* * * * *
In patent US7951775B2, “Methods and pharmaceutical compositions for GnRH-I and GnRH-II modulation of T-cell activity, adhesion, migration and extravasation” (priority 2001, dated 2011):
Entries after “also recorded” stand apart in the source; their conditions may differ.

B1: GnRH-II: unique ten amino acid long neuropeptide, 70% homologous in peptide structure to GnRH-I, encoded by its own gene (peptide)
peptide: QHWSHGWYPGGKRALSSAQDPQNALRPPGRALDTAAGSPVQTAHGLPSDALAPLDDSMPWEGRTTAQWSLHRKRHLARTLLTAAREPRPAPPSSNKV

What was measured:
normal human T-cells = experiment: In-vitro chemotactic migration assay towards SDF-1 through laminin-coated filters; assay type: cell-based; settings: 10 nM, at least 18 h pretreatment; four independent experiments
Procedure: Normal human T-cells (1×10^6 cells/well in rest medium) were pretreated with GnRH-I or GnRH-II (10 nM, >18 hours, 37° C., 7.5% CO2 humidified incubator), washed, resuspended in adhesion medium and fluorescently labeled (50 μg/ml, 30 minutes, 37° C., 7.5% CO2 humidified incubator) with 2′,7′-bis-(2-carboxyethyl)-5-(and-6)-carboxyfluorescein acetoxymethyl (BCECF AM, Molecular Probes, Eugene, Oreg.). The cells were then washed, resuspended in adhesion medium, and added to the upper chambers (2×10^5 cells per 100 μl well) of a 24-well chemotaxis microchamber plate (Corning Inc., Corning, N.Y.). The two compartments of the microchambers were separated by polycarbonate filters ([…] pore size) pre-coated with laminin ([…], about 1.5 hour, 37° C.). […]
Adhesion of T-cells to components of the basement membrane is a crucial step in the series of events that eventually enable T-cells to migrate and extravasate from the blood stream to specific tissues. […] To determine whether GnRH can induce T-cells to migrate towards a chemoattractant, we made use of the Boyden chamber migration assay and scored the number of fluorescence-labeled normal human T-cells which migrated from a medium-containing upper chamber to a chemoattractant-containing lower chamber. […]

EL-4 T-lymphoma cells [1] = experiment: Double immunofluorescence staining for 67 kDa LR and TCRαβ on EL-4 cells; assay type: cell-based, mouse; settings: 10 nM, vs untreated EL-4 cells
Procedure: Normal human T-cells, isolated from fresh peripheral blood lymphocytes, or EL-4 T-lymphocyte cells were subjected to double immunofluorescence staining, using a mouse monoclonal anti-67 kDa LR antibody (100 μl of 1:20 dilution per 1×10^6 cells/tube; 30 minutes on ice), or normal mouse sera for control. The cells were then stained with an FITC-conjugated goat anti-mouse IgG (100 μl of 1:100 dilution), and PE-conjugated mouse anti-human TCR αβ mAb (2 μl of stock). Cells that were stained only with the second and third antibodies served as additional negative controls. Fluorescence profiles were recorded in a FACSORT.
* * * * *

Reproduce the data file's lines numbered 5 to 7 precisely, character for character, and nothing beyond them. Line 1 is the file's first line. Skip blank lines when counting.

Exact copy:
What was measured:
normal human T-cells = experiment: In-vitro chemotactic migration assay towards SDF-1 through laminin-coated filters; assay type: cell-based; settings: 10 nM, at least 18 h pretreatment; four independent experiments
Procedure: Normal human T-cells (1×10^6 cells/well in rest medium) were pretreated with GnRH-I or GnRH-II (10 nM, >18 hours, 37° C., 7.5% CO2 humidified incubator), washed, resuspended in adhesion medium and fluorescently labeled (50 μg/ml, 30 minutes, 37° C., 7.5% CO2 humidified incubator) with 2′,7′-bis-(2-carboxyethyl)-5-(and-6)-carboxyfluorescein acetoxymethyl (BCECF AM, Molecular Probes, Eugene, Oreg.). The cells were then washed, resuspended in adhesion medium, and added to the upper chambers (2×10^5 cells per 100 μl well) of a 24-well chemotaxis microchamber plate (Corning Inc., Corning, N.Y.). The two compartments of the microchambers were separated by polycarbonate filters ([…] pore size) pre-coated with laminin ([…], about 1.5 hour, 37° C.). […]